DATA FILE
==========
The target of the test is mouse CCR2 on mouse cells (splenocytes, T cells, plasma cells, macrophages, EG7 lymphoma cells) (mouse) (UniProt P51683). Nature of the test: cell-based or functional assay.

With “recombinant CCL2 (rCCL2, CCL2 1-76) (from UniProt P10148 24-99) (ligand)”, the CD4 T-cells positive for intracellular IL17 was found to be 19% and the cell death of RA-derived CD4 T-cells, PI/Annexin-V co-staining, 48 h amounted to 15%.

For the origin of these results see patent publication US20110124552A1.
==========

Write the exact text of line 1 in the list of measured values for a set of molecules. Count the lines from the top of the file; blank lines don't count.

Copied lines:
The target of the test is mouse CCR2 on mouse cells (splenocytes, T cells, plasma cells, macrophages, EG7 lymphoma cells) (mouse) (UniProt P51683). Nature of the test: cell-based or functional assay.